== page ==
By the time I was 15-years-old, I had called eight different cities (a total of two countries and five states, but who’s keeping track?) home. As I started each new school (three elementary, two middle, and two high schools—but again, who’s keeping track?) and teachers and fellow students learned my moving history, I was always asked, “Are you a military kid?”
My response always took them by surprise. “Nope, I’m a Ford kid.”
Well, a Ford Motor Credit Company kid, to be exact. My dad started with the company in 1983 and still works for Ford today. It’s through him that my affinity for the franchise took root when I was young, first learning to identify and associate the blue oval logo with him. I visited him in the offices he worked in and over time asked questions about what he did and how it all connected to the Ford dealers, both locally and nationally.
When I started driving, my nickname jokingly went from “Ford kid” to “Ford princess” among friends since I was lucky enough to call quite a few cars “mine.” I showed off the features the different cars had and offered “test drives” to anyone interested. (Not surprisingly, the Mustangs received the most interest in this opportunity.) If anyone had a question about purchasing or leasing a car, I would pass them onto my dad, who in turn directed them to the best dealer based on what they needed.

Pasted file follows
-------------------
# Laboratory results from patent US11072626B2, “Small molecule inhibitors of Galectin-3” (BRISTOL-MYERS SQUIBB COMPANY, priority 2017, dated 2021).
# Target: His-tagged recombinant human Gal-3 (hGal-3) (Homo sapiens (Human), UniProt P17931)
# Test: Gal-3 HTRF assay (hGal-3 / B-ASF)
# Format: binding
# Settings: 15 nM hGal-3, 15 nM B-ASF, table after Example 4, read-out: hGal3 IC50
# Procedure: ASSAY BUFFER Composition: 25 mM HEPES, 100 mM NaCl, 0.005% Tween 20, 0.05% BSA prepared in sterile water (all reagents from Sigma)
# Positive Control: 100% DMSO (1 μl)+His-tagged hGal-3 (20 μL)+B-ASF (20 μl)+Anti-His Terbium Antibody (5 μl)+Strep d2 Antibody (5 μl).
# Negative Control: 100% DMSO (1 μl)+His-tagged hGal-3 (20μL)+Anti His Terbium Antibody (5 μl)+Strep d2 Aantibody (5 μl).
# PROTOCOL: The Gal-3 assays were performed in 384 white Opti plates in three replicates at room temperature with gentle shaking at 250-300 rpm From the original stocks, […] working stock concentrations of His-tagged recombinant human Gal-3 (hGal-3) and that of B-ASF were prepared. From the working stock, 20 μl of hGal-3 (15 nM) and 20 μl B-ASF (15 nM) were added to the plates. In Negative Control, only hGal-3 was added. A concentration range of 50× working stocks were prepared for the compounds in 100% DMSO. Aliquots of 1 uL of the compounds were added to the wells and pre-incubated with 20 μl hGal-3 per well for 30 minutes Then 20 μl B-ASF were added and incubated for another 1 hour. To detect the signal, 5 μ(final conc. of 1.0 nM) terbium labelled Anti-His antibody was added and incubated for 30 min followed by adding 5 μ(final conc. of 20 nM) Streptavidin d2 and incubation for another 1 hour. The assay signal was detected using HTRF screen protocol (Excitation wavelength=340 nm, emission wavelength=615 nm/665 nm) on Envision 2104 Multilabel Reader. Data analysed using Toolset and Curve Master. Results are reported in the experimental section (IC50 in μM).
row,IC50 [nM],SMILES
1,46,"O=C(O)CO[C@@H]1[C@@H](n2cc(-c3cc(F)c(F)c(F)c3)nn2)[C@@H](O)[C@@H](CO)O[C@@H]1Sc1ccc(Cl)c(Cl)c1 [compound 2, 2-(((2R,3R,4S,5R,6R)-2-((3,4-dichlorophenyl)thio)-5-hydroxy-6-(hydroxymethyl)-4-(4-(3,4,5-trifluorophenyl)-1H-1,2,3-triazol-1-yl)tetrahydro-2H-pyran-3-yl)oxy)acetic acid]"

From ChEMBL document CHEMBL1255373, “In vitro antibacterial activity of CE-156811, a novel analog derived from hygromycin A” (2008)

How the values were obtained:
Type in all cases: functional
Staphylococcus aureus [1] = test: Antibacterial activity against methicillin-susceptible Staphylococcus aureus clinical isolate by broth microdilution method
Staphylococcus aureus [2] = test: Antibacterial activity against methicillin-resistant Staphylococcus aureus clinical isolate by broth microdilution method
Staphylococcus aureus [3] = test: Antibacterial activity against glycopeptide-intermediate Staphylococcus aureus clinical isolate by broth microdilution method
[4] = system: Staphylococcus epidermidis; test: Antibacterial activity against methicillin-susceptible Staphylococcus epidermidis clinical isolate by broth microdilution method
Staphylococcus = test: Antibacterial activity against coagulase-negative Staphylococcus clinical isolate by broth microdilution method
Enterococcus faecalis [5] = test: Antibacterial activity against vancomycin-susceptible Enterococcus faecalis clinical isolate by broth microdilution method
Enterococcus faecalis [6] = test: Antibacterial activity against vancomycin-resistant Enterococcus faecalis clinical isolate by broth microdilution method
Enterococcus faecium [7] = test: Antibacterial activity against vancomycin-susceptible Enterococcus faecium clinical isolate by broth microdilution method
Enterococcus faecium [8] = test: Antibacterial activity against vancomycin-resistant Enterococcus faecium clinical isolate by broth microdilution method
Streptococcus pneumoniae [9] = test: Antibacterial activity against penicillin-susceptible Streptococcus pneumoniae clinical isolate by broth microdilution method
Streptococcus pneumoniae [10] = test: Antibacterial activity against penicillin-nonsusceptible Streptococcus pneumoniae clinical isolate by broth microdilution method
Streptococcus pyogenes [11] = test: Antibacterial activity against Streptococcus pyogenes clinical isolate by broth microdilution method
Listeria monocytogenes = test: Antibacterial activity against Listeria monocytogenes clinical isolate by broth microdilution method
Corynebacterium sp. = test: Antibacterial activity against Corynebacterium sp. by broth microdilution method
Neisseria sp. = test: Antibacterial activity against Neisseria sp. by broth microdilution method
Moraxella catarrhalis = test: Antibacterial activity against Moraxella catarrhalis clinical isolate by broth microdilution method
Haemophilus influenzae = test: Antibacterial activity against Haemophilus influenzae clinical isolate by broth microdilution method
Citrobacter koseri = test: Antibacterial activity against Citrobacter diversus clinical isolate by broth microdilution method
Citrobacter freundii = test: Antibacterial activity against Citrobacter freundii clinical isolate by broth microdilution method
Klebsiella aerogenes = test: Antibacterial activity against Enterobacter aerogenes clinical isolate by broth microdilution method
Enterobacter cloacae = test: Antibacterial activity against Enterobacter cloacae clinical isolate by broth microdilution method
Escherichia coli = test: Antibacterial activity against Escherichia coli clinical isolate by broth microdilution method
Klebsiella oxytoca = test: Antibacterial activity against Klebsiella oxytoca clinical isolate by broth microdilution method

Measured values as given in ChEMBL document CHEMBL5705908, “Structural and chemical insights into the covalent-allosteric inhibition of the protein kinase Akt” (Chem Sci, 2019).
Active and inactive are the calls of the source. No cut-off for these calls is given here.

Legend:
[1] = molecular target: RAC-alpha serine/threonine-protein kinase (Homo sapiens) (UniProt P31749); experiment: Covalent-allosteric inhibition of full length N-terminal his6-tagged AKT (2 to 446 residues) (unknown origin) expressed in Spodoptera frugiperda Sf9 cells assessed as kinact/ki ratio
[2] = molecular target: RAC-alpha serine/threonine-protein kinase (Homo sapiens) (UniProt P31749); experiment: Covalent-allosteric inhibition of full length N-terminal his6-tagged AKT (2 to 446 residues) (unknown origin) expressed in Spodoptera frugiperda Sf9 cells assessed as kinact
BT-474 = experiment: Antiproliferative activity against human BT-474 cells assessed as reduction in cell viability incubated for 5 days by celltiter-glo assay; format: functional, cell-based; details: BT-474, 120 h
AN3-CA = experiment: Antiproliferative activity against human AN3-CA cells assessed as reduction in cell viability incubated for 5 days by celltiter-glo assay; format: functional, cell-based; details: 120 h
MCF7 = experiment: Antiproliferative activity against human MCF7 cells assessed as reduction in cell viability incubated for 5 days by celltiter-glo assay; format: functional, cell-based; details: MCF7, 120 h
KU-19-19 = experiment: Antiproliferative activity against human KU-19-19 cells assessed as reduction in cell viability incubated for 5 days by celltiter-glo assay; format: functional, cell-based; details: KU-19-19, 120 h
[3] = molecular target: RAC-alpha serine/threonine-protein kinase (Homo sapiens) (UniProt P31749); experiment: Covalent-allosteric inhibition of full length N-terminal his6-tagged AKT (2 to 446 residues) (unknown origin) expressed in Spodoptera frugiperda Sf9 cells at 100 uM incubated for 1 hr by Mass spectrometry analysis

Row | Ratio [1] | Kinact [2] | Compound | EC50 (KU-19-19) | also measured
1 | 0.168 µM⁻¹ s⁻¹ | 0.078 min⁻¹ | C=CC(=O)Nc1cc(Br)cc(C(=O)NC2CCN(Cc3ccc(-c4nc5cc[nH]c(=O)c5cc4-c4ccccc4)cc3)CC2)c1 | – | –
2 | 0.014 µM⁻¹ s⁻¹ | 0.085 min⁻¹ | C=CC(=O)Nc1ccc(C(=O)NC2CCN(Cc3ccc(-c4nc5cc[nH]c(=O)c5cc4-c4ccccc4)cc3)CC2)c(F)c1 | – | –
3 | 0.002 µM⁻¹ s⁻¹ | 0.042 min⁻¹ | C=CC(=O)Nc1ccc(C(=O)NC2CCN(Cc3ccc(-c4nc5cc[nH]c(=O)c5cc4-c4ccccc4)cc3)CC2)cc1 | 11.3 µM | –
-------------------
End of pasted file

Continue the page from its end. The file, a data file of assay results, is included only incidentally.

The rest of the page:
As time went on, Ford started to create more than just business opportunities for my family because of the places we lived and the people we met. When we lived near others with a Ford connection, kids quickly became as close as siblings, and adults became surrogate parents. Our extended Ford family got together for nightly dinners over summers, celebrated holidays and personal milestones together, and provided an extra support system during tough times. This relationship continued even when moves took us other places. Thanks to cell phones and social media, we all continue to stay in contact on a near-daily basis. I can say that Ford turned into more than just the company my dad works for and into a force that helped shaped who I am today.
My extended Ford family encompasses Ford dealerships and their employees, such as the General Sales Manager at Walker Ford in Clearwater, Fla. Already a friend of the family, he heard about an accident that totaled my car and knew that I wouldn’t want to deal with a full-on search for a new car. He worked with me to find out what car model I was interested in, the color, and other details. Less than five days later, I was on my way to the dealership to pick up the car he found for me and fill out the paperwork. At my wedding in July 2016, I told him that it’s still the perfect car.
20 Group Families
Given my background, I suppose it’s no big surprise that I wound up working for the automotive industry, in a round-about way. During my time with NCM, I learned that 20 Groups have the same family mentality that I have with Ford.
20 Group members don’t just meet three times per year to discuss best practices and leave it at that; they are there for each other every day. Members offer advice based on their own experiences with DMS changes and training processes, support and coach one another during tough times in the market, and celebrate each other’s successes. They also send out words of encouragement and prayers during personal times, such as when Hurricane Matthew evacuations caused dealerships along the East Coast to close down for the storm.
The reason that I felt so at home at NCM was, just like with my Ford family, the NCM family of employees, 20 Group members, and moderators are all there to help each other succeed.
Learn more about 20 Groups on our website and find a 20 Group family of your own!